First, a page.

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Symphony
ZUILL PLAYS ZWILICH WITH SANTA ROSA SYMPHONY
by Steve Osborn
Sunday, March 28, 2021
The Santa Rosa Symphony took a cautious step toward the return of live music in their March 28 virtual concert by sharing the stage with an actual live soloist rather than an apparition. Star cellist Zuill Bailey was still masked, and his back was toward the equally masked and plexiglassed orchestra...
Chamber
ECLECTIC CELLO PIANO VIRTUAL RECITAL FROM TOMKINS ZIVIAN DUO
by Terry McNeill
Sunday, March 28, 2021
The venerable 41-year Redwood Arts Council Series in Occidental has joined the virtual recital world with low budget but artistically satisfying programs, mostly using videos filmed in the performer’s residences. March 28 saw the Tanya Tomkins-Eric Zivian duo present an eclectic program from their ...
Symphony
SANTA ROSA SYMPHONY HITS THE SWEET SPOT
by Steve Osborn
Sunday, February 28, 2021
Small orchestras can inhabit a sweet spot between chamber ensembles and full orchestras, but how well they hit that spot depends on the composer's orchestration and the players' ability to project. That dependence was on full display in the Santa Rosa Symphony's Feb. 28 concert, which featured three...
Chamber
NOVEL OBOE-HARPSICHORD RECITAL FROM AIKEN DUO IN UKIAH
by Terry McNeill
Sunday, February 21, 2021
Oboe and harpsichord recitals are a rare North Bay event, even in a pandemic environment where a formal hall setting isn’t available. So it was a delight Feb. 21 to experience on the Ukiah Symphony’s website a recital by Symphony oboist Beth Aiken and harpsichordist husband Tom. The Aiken home vis...
Symphony
A HEALTHY MIX OF TRANSCRIPTIONS AND ORIGINALS FROM THE SR SYMPHONY
by Steve Osborn
Sunday, January 24, 2021
Transcriptions and ascending arpeggios were the order of the day on Jan. 24, as the Santa Rosa Symphony performed uplifting works by Bach/Webern, Ellen Taaffe Zwilich, Marianna Martínes and Mozart. The concert video was made in Weill Hall on Jan. 9. The first transcription was Webern’s 1935 renderi...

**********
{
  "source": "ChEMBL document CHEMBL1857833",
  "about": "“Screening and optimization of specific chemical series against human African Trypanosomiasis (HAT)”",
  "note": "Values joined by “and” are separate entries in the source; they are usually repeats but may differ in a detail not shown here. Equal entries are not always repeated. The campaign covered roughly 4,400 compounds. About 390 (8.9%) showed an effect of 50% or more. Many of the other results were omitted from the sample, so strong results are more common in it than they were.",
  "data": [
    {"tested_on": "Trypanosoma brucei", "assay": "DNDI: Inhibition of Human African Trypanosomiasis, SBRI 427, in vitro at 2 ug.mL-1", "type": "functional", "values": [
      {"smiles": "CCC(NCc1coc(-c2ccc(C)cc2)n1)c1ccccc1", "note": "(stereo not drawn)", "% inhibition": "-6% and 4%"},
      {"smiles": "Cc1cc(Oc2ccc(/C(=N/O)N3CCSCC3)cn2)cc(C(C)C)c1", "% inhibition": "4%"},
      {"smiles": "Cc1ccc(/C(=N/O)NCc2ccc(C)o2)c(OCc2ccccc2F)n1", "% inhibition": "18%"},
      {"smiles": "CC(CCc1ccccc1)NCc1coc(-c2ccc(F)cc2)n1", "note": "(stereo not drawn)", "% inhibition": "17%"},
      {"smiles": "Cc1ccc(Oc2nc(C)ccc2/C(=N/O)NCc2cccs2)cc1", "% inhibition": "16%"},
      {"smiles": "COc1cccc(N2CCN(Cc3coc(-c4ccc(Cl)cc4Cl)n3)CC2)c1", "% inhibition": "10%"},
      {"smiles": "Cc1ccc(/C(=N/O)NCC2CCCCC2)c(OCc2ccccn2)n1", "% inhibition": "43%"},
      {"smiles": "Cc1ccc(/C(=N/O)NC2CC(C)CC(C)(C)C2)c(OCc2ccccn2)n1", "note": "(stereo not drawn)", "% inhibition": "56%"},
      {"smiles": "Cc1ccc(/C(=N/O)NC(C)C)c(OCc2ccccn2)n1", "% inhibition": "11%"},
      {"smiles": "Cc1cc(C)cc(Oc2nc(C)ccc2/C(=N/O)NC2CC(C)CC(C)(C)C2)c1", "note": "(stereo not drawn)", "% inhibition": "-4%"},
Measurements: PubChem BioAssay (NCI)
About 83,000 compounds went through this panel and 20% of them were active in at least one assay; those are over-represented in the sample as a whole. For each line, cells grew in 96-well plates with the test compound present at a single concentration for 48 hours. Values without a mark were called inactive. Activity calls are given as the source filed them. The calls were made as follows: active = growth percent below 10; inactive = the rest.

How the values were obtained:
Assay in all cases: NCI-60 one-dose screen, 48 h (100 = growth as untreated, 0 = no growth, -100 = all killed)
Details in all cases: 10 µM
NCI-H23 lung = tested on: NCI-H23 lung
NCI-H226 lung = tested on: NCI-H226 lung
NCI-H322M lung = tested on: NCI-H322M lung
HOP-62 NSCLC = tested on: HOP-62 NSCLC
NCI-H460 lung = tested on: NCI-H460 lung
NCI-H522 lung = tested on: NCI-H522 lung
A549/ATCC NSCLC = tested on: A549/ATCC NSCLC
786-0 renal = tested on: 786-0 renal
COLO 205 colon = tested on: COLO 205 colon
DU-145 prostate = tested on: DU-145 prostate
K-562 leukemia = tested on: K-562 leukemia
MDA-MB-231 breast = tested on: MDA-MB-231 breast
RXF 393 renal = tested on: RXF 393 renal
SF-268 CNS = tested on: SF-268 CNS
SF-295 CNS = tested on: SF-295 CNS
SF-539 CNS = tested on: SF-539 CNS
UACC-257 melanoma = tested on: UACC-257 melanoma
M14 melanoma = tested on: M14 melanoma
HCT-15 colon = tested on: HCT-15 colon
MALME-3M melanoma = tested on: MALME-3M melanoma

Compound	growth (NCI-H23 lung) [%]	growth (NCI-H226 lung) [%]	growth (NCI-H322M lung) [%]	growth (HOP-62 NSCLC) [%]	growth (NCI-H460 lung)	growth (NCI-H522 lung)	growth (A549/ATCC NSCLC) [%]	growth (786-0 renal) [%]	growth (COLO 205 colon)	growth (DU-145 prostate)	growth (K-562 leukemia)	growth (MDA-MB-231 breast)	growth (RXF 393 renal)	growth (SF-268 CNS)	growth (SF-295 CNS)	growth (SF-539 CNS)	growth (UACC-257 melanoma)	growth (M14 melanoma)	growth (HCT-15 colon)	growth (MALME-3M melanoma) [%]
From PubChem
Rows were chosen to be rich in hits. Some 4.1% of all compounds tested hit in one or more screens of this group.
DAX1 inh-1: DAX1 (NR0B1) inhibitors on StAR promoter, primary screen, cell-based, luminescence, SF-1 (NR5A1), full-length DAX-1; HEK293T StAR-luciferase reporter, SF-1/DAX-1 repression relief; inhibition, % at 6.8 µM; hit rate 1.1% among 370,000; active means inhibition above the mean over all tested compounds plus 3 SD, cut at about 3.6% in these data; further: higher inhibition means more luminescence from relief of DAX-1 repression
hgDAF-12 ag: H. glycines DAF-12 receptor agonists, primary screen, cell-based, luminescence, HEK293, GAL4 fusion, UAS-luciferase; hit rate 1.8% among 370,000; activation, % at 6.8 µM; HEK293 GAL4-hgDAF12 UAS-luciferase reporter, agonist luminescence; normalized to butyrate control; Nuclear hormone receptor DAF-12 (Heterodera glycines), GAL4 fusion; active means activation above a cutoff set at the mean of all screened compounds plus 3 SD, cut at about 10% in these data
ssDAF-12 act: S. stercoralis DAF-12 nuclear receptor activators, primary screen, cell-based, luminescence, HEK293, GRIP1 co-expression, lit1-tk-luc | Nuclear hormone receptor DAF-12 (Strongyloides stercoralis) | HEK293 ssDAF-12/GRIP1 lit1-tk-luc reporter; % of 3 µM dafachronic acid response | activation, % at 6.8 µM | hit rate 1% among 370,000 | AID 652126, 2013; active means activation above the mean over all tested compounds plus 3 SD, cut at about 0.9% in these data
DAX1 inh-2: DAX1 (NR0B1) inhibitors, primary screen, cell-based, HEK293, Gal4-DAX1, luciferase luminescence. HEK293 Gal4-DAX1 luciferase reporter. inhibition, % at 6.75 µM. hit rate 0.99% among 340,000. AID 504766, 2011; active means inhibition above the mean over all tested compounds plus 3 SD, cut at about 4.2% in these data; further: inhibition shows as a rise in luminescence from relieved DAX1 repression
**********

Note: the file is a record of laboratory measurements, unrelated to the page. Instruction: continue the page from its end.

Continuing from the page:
Symphony
HEROIC EFFORT FROM THE SANTA ROSA SYMPHONY
by Steve Osborn
Sunday, December 13, 2020
December 13 was a rainy day, perfect for huddling indoors and watching a prerecorded “live” performance by the Santa Rosa Symphony. The program was expansive, with music from the 18th through 21st centuries, and the mood was festive, in keeping with the holiday season. There was something in the fea...
Symphony
MASKED SANTA ROSA SYMPHONY CARRIES ON BRILLIANTLY
by Steve Osborn
Sunday, November 15, 2020
In some ways the Santa Rosa Symphony’s Nov. 15 concert on YouTube resembled a Conceptual Art performance from the 1970s. On display were about 30 masked orchestral musicians playing six feet apart from each other on stage, some of them separated by plexiglass barriers. In the 1970s, the concept behi...
Chamber
SPLENDID STRINGS IN A SUNLIT GARDEN
by Abby Wasserman
Sunday, November 1, 2020
A sun-drenched autumn afternoon, a Marin County garden and six superb string players from the Santa Rosa Symphony were manna from heaven to a pandemic-weary audience starved for live music. The sextet of Santa Rosa Symphony musicians performed to a small group of 20 Nov. 1, the day after Halloween....
Chamber
EXAMPLARY QUARTET PLAYING IN MARIN GARDEN CONCERT
by Terry McNeill
Thursday, October 22, 2020
Taped video concerts have pretty much dominated the recent fare for classical music fans, but sporadic live music making can still be found in the North Bay with outdoor chamber music. Of course with the obligatory social distancing and often decorative facial masks. Four San Francisco Opera Orc...
Chamber
VIDEO CHAMBER MUSIC FROM LINCOLN CENTER IN GREEN'S BROADCAST
by Terry McNeill
Saturday, October 17, 2020
Along with hosting its resident the Santa Rosa Symphony, Weill Hall has contracted to produce sporadic virtual programs of classical music, and began Oct. 17 with a charming three-part concert from the Chamber Music Society of Lincoln Center in New York. Hosted with comely introductions by CMSLC di...